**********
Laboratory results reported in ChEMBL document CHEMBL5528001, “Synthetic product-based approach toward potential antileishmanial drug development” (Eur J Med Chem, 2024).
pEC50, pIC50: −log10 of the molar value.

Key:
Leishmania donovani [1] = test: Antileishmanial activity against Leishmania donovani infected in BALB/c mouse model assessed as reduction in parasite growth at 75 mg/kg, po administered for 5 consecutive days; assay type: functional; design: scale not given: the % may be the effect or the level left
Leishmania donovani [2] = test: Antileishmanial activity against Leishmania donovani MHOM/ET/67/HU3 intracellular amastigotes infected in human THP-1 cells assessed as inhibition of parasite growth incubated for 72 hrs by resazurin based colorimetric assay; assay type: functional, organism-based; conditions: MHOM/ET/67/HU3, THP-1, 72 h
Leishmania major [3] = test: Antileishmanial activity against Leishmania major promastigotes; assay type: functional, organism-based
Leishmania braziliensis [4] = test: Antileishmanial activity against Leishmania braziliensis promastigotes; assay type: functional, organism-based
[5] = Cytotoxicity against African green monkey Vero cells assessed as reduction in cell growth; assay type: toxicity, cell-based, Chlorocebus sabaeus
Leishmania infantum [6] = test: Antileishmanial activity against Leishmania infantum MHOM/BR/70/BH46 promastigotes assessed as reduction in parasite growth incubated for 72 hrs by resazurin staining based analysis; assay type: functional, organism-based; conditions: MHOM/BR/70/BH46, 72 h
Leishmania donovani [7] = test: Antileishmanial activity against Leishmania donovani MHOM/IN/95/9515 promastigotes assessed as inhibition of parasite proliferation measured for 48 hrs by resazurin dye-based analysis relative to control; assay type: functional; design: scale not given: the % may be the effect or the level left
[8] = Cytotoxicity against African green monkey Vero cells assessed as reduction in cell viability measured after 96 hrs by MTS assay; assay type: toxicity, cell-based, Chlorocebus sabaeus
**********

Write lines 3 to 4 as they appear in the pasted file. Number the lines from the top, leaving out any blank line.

Key:
Leishmania donovani [1] = test: Antileishmanial activity against Leishmania donovani infected in BALB/c mouse model assessed as reduction in parasite growth at 75 mg/kg, po administered for 5 consecutive days; assay type: functional; design: scale not given: the % may be the effect or the level left